The final result is far from being perfect, but keep in mind it was just a lazy Sunday afternoon project:

    There is more than just one kind of sugar available in a supermarket, maybe that there are better recipes for the "sweet spot". Sugar is too brittle to be turned into filament, so there is no way around a direct granule extruder if you want to print with a brittle material like that. It would be a great material for water soluble support structures.

  • Video shows details of the construction of Extruder V3

    Norbert Heinz10/23/2021 at 11:15 0 comments

    The video also explains why I did some things the way I did them and you can see a quick speed test at the end:

  • First test print with a 0.6mm nozzle

    Norbert Heinz10/22/2021 at 18:49 0 comments

    If you want to hide the weak points of your printer, print something big in vase mode ;-)

    I don't want to hide the weak points, which is why I have made a test print of a tiny object. It is the link of a chain with the dimensions  27x25x12mm. The object cooling fan is still not mounted on the extruder and closing the nozzle to avoid stringing doesn't work as it should (yet). Stringing will be a subject in a coming video. I have used a 0.6mm nozzle for the print. Layer height is 0.2mm, extrusion width 0.5mm.

    The 2mm walls are straight, which is an indication that V3 can handle constant extrusion:

  • I have printed a spare part with my extruder for my extruder

    Norbert Heinz10/21/2021 at 18:43 0 comments

    The main gear of my extruder drives the wood screw I am using as auger. During lots of experimentation, especially when failed designs lead to clogging of the extruder, there was a bit more wear on the shaft than it could handle. With a trick (placing an additional nut on top of the screw head) I could use that gear for a last print:

    I have printed a copy of the failed gear to get my needed spare part.

    Even though the result isn't perfect (I should have squared the weak printer mechanics before starting the print), the replacement part works fine:

View all 15 project logs

  • 1
    Why there is no step by step build instruction for Direct Extruder V3, but of course an instruction exists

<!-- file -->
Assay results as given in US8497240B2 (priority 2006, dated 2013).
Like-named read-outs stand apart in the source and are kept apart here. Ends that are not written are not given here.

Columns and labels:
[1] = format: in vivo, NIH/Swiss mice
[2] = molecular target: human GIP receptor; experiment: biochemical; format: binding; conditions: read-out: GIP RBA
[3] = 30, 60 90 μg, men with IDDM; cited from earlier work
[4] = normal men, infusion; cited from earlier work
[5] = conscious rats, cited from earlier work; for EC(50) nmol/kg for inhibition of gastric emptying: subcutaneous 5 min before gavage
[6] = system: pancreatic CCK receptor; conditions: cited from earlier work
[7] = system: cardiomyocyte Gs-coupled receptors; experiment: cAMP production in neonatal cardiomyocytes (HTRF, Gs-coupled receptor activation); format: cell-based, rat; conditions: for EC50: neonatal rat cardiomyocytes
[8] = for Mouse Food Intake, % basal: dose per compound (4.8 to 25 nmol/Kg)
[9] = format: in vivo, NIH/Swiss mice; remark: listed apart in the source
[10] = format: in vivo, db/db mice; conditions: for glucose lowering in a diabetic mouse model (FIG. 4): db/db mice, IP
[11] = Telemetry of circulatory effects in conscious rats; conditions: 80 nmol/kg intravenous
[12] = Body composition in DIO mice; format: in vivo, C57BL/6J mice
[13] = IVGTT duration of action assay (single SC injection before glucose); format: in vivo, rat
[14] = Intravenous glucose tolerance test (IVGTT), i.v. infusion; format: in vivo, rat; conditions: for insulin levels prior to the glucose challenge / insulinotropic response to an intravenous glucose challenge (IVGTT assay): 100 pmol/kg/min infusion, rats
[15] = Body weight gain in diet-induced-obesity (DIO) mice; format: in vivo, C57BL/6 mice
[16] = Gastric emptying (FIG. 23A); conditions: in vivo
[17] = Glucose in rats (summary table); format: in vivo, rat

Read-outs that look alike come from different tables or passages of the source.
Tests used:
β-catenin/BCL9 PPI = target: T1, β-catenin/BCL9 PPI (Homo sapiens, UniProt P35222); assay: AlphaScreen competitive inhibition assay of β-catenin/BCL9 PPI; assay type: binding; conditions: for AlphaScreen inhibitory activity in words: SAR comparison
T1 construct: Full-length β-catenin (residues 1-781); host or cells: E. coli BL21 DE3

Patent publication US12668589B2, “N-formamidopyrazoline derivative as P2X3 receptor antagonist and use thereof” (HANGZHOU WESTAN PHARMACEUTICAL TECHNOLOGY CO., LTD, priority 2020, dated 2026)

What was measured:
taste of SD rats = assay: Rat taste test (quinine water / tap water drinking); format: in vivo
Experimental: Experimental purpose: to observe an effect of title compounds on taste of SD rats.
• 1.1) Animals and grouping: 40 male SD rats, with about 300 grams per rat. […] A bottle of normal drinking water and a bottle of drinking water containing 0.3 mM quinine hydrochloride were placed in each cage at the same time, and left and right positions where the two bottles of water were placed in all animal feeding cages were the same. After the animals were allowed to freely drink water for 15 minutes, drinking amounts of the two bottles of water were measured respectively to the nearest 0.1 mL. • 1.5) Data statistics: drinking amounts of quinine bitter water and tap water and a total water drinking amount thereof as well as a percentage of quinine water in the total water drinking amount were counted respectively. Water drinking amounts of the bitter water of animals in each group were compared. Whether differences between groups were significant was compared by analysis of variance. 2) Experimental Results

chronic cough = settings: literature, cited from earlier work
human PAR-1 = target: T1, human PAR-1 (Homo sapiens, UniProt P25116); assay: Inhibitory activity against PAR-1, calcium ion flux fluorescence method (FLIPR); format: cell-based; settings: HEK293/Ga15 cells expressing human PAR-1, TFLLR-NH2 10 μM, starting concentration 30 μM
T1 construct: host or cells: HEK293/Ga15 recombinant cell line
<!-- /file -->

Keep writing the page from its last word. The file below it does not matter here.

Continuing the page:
Direct Granules Extruder V3 is a prototype you can build from cheap, commonly available materials with low tech tools. It is not for beginners in 3D printing, but advanced tinkerers should be able to make a copy. Since not being intended for beginners, I don't provide a step by step build instruction. Instead you get drawings and pictures in the "files" section that should enable you to create your own extruder.

    Another issue is, that this design is based on other physical principles than existing extruders. It is essential to get a deeper understanding of those principles that I have described in the logs of this projects that also include videos.

    Leave a comment if you still have questions about the build process of the direct extruder.

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Discussions

benjjyman wrote 11/07/2021 at 11:51 point

1 can we vote for you?

2 one problem with design is ptfe tube for use with recycled ABS, or Nylon or anything above 260 degrees celcius , other than that this brilliant

3 could you please explain warping python script ?

  Are you sure? yes | no

Norbert Heinz wrote 11/07/2021 at 14:43 point

(1) You can like my project (on top of this page), but votes are up to the Hackaday Price jury.
(2) Yes, in a future design, the PTFE tube will no longer reach into the hot zone.
(3) What explanation is needed? It was just a proof of concept, not yet meant to be an implementation in a slicing software.

  Are you sure? yes | no

heinz wrote 10/23/2021 at 04:05 point

Nice, I'm a fan of your design style. 

How is the screw located in the whole assembly? Does the screw end where the teflon tube ends and the 1.5mm rod continues to go into the heater block?

  Are you sure? yes | no

Norbert Heinz wrote 10/23/2021 at 11:17 point

Thanks! Right now I have added a log entry with a video, that will hopefully answer your question: https://youtu.be/oH-e_poDeYE

  Are you sure? yes | no

heinz wrote 10/23/2021 at 14:07 point

Ah okay, screw ends on the cold side or a little bit beneath. Didn't realize the 1.5mm is rod is for sealing the nozzle on retraction, thought it had some stirring function.

  Are you sure? yes | no

nodemcu12ecanada wrote 08/23/2021 at 14:24 point

Very inexpensive 6 degrees of freedom robot arms are readily available.

You have to get a power supply and do the controls yourself. I used a $4 NodeMCU.

https://hackaday.io/project/177278-robot-arm-with-web-page-hmi

  Are you sure? yes | no

Norbert Heinz wrote 08/23/2021 at 15:03 point

I never said, my robot arm was the first and only one. ;-)

Countless arms using RC hobby servos exist, I also have built one before:

https://homofaciens.de/technics-machines-robot-arm-v0-1_en.htm
These are all interesting devices to learn basics about robotics. Add some new design details to the army of DIY robots is why I created mine from wood.

  Are you sure? yes | no

Jason wrote 08/18/2021 at 21:35 point

Super cool!  I'd love to see some details and files that I could use to put together kits for local schools!

  Are you sure? yes | no

Norbert Heinz wrote 08/19/2021 at 06:24 point

Thanks! Sorry, I had forgotten to upload the file. The package is now available on Hackaday.
I have also added a link to my pages in the project log

  Are you sure? yes | no

duda.sertorio wrote 08/18/2021 at 17:09 point

FANTASTIC ! FANTASTICO [pt_BR] !! CONGRATULATIONS ! PARABENS [pt_BR] !!

  Are you sure? yes | no

Norbert Heinz wrote 08/18/2021 at 18:45 point

Thanks!

  Are you sure? yes | no